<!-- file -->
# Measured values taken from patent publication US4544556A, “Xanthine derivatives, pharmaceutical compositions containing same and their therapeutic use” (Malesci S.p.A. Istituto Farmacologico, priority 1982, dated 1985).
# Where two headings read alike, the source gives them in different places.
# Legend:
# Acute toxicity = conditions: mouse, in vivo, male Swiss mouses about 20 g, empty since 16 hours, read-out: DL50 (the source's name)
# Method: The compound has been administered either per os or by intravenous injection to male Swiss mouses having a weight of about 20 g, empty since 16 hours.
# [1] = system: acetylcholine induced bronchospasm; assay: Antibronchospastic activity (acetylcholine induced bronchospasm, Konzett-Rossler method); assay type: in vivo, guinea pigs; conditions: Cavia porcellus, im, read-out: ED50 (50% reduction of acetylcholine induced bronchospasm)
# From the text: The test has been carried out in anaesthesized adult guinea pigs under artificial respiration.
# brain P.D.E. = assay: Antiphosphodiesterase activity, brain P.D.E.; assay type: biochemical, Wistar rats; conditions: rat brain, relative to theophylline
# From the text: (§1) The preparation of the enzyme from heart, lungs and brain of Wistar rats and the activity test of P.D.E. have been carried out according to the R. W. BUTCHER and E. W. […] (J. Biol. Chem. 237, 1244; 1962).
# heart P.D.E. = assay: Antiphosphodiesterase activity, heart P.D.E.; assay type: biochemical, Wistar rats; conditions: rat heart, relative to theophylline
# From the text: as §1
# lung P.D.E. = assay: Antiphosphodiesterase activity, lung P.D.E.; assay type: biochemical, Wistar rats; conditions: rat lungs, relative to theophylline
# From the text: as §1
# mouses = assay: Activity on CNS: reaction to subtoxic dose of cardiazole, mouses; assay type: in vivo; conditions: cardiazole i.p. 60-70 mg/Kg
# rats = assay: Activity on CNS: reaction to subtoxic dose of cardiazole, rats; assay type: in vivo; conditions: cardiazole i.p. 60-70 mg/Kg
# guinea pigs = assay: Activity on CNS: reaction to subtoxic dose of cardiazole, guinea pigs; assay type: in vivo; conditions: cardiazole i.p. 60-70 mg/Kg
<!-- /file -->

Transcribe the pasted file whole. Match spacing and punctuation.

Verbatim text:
# Measured values taken from patent publication US4544556A, “Xanthine derivatives, pharmaceutical compositions containing same and their therapeutic use” (Malesci S.p.A. Istituto Farmacologico, priority 1982, dated 1985).
# Where two headings read alike, the source gives them in different places.
# Legend:
# Acute toxicity = conditions: mouse, in vivo, male Swiss mouses about 20 g, empty since 16 hours, read-out: DL50 (the source's name)
# Method: The compound has been administered either per os or by intravenous injection to male Swiss mouses having a weight of about 20 g, empty since 16 hours.
# [1] = system: acetylcholine induced bronchospasm; assay: Antibronchospastic activity (acetylcholine induced bronchospasm, Konzett-Rossler method); assay type: in vivo, guinea pigs; conditions: Cavia porcellus, im, read-out: ED50 (50% reduction of acetylcholine induced bronchospasm)
# From the text: The test has been carried out in anaesthesized adult guinea pigs under artificial respiration.
# brain P.D.E. = assay: Antiphosphodiesterase activity, brain P.D.E.; assay type: biochemical, Wistar rats; conditions: rat brain, relative to theophylline
# From the text: (§1) The preparation of the enzyme from heart, lungs and brain of Wistar rats and the activity test of P.D.E. have been carried out according to the R. W. BUTCHER and E. W. […] (J. Biol. Chem. 237, 1244; 1962).
# heart P.D.E. = assay: Antiphosphodiesterase activity, heart P.D.E.; assay type: biochemical, Wistar rats; conditions: rat heart, relative to theophylline
# From the text: as §1
# lung P.D.E. = assay: Antiphosphodiesterase activity, lung P.D.E.; assay type: biochemical, Wistar rats; conditions: rat lungs, relative to theophylline
# From the text: as §1
# mouses = assay: Activity on CNS: reaction to subtoxic dose of cardiazole, mouses; assay type: in vivo; conditions: cardiazole i.p. 60-70 mg/Kg
# rats = assay: Activity on CNS: reaction to subtoxic dose of cardiazole, rats; assay type: in vivo; conditions: cardiazole i.p. 60-70 mg/Kg
# guinea pigs = assay: Activity on CNS: reaction to subtoxic dose of cardiazole, guinea pigs; assay type: in vivo; conditions: cardiazole i.p. 60-70 mg/Kg